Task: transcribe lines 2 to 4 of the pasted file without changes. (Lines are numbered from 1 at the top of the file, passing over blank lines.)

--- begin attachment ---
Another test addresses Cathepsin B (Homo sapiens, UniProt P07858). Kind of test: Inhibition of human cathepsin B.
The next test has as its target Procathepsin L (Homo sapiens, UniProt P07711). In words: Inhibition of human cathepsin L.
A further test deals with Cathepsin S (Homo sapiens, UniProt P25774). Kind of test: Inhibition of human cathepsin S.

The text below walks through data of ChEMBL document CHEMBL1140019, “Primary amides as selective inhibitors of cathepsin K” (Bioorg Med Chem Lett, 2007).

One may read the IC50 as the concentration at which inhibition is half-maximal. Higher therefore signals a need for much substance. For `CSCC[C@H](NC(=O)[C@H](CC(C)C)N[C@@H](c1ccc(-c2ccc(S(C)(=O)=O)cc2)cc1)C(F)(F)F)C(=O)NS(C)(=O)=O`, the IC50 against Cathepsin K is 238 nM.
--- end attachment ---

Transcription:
The next test has as its target Procathepsin L (Homo sapiens, UniProt P07711). In words: Inhibition of human cathepsin L.
A further test deals with Cathepsin S (Homo sapiens, UniProt P25774). Kind of test: Inhibition of human cathepsin S.

The text below walks through data of ChEMBL document CHEMBL1140019, “Primary amides as selective inhibitors of cathepsin K” (Bioorg Med Chem Lett, 2007).